Both Rep. Maxine Waters (D-CA) alongside Sen. Elizabeth Warren (D-MA) have joined together to sound the call for the Federal Deposit Insurance Corporation to “reexamine” the $250,000 deposit insurance threshold currently in place for bank accounts.
The massive majority of deposits at Silicon Valley Bank, which was known to offer up services to close to half of a large number of venture-backed technology and healthcare firms in the United States prior to the collapse of the company, blew past the FDIC insured threshold set at $250,000. A large number of regulators quickly scrambled to offer up guarantees to all deposits for Silicon Valley Bank such that the rest of the financial system, through which about half of deposits have pushed past $250,000, would remain safeguarded against bank runs.
As one of the senior members of the House Financial Services Committee, Waters stated as part of an interview released in a report from The New York Times that legislators should really think about increasing the threshold for insurance on deposits. “When you have something like Silicon Valley Bank with over 90% of its depositors uninsured,” she commented. “do we increase the amount of premiums that banks will pay in order to have a bigger insurance fund or do we just remain the way that we are and take it on a one-by-one basis for consideration?”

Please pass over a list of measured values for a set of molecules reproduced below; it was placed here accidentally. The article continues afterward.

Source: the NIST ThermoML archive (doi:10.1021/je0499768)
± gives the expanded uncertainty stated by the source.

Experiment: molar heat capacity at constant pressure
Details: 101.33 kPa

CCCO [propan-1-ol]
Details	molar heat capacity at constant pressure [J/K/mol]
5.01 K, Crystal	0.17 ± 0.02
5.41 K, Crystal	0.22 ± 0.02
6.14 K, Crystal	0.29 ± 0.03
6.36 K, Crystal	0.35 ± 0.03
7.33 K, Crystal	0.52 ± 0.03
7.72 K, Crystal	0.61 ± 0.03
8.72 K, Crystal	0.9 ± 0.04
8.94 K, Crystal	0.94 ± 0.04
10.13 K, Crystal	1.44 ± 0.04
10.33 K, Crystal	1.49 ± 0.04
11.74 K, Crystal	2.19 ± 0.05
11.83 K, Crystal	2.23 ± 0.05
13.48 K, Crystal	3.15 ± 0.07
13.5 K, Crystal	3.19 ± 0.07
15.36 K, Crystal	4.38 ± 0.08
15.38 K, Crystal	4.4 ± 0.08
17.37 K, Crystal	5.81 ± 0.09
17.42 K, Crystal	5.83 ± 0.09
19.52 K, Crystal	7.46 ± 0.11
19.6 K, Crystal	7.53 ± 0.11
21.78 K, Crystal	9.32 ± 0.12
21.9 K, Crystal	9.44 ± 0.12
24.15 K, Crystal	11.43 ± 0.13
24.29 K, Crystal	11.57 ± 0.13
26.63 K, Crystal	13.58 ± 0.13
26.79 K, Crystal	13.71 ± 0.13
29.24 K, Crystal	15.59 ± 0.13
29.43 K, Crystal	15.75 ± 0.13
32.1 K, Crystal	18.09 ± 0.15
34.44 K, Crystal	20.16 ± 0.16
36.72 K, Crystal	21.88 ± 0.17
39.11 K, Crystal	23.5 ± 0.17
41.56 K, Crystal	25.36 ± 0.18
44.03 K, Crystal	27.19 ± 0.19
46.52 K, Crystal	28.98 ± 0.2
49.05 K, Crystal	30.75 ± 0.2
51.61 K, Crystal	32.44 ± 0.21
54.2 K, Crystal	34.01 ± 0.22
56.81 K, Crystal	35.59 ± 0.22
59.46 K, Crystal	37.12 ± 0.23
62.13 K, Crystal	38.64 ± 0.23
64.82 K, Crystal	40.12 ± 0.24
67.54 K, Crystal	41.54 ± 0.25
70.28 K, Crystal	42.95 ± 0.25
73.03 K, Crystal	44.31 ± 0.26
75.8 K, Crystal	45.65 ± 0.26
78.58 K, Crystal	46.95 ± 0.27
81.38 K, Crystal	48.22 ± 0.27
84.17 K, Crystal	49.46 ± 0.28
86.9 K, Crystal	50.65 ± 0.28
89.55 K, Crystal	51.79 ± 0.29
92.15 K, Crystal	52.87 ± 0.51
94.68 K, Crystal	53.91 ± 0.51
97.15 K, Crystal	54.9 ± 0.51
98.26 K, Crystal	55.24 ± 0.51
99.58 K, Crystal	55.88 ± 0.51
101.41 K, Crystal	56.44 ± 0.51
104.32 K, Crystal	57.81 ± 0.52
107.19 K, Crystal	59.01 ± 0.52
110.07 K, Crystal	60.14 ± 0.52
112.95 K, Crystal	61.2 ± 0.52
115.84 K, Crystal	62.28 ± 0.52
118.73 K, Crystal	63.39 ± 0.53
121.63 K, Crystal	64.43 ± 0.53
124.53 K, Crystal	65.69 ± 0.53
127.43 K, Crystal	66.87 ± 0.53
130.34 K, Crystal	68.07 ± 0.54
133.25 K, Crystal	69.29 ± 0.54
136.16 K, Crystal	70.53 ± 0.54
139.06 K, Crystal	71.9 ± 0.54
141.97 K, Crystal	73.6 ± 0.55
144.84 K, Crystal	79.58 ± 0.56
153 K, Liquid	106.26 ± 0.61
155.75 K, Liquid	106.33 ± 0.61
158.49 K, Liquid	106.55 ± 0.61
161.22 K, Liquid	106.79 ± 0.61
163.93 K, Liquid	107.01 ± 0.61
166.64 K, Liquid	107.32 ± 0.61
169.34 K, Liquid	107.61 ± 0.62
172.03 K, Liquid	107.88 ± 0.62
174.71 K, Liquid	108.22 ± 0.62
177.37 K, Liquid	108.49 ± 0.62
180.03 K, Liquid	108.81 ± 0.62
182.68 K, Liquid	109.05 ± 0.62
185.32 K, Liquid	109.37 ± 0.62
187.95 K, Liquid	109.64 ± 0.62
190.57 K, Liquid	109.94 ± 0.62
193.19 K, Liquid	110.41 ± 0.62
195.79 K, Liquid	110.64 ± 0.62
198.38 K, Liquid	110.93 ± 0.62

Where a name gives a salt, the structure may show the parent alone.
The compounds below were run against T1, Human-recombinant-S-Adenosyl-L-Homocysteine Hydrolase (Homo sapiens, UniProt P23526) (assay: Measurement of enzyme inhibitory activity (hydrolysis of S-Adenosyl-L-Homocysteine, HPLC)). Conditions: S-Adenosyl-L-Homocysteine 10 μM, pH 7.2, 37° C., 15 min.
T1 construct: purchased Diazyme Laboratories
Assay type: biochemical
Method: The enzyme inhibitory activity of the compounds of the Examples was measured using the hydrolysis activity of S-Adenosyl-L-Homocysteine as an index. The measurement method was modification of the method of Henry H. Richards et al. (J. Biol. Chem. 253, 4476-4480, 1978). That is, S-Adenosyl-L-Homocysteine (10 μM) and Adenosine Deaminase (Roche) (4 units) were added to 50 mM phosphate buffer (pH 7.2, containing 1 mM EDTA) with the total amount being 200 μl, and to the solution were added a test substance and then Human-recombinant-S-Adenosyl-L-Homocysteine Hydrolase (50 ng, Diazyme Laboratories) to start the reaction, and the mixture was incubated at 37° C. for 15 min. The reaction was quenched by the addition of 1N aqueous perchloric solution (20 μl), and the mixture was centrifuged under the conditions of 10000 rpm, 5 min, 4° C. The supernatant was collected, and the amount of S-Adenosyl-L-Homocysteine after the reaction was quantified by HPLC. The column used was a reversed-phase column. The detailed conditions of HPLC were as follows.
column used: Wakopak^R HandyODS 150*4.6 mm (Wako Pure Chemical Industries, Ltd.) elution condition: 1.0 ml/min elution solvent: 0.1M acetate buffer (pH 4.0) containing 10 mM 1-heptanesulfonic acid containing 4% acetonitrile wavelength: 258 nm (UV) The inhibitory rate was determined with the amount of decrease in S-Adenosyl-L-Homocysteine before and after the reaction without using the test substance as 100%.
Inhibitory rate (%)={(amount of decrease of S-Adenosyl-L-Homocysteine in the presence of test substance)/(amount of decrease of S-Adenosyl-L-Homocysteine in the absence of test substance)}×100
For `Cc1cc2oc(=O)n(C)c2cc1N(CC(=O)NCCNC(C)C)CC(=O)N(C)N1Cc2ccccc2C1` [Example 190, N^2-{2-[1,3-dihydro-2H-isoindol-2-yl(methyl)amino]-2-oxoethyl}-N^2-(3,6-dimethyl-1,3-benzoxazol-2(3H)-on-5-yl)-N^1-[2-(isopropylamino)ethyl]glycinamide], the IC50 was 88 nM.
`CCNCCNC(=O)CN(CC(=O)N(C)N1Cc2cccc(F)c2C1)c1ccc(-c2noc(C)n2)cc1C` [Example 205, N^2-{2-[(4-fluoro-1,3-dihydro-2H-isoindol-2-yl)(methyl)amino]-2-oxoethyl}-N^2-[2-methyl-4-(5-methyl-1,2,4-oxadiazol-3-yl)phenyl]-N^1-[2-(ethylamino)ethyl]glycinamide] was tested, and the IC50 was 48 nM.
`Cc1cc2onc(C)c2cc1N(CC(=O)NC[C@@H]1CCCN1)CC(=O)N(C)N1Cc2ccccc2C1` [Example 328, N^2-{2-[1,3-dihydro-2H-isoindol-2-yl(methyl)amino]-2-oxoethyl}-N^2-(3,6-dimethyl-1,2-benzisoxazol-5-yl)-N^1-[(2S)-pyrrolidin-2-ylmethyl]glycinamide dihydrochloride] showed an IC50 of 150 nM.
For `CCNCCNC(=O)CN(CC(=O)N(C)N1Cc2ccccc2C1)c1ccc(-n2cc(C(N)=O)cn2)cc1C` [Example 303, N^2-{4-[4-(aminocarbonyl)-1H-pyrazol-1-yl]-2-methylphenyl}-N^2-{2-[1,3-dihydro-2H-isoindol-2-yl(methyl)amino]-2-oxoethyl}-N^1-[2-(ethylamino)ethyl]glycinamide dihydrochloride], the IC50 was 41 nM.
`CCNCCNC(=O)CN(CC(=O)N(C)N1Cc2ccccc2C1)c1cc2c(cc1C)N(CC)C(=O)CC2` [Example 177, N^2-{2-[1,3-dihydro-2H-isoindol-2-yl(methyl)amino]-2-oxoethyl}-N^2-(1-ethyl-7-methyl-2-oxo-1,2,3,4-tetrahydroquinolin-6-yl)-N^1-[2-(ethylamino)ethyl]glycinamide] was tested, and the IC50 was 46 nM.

The currently established $250,000 threshold is sufficient for most individuals, yet most businesses like the ones which were primarily served by Silicon Valley Bank often hold much larger sums to carry out operations and pay their staff. The FDIC now directs holdings that were maintained by Silicon Valley Bank, while the Treasury Department and Federal Reserve vowed that depositors both well above and under the limit of $250,000 will have their assets taken care of. Signature Bank did end up being closed down in the same way by regulators this past weekend.
Waters did state that any acquisition deal that took place involving Silicon Valley Bank should avoid consolidation with major financial institutions. “I’m not interested in mergers so much,” she tagged on. “I don’t want this country to become a country where we rely on just four or five big banks.”
Warren, known to be a member of both the Senate Banking Committee and the Senate Finance Committee, commented that legislators should “reexamine, just overall, about why we have limits” at the $250,000 threshold. “Some small business, some nonprofit, needs a place to manage its money,” she explained via an interview with CNBC, explained a report from The Hill. “They need to be able to make payroll, they need to be able to pay the utility bills, and they need a safe place to have that money where somebody’s going to keep it safe.”